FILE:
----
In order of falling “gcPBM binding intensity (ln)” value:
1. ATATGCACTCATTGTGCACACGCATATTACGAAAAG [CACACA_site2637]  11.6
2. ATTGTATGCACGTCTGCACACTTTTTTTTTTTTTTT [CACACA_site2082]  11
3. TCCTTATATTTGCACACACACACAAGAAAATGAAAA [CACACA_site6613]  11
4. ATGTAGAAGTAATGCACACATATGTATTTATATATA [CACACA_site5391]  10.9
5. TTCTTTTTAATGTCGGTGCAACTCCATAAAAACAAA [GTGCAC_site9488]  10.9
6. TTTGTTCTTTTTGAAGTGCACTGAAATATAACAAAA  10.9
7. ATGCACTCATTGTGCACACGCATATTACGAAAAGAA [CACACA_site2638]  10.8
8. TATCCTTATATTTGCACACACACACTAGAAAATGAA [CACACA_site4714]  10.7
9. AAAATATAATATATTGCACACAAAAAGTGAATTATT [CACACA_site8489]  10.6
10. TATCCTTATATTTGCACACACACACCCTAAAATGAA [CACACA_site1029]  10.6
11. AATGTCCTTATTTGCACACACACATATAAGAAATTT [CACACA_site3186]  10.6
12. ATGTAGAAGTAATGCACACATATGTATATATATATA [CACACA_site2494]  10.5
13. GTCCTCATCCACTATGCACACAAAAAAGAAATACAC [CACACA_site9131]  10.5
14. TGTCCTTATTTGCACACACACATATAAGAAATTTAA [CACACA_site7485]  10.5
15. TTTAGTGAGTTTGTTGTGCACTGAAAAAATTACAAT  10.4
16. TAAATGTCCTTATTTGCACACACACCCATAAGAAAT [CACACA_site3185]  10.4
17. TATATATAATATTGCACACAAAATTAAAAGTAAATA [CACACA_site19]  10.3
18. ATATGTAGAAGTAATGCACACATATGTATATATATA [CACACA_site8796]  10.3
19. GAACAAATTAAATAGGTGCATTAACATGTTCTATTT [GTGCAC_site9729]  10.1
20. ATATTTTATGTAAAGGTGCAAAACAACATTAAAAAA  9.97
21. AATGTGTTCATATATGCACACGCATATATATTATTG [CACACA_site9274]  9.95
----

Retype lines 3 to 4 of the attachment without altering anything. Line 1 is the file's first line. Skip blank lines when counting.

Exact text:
2. ATTGTATGCACGTCTGCACACTTTTTTTTTTTTTTT [CACACA_site2082]  11
3. TCCTTATATTTGCACACACACACAAGAAAATGAAAA [CACACA_site6613]  11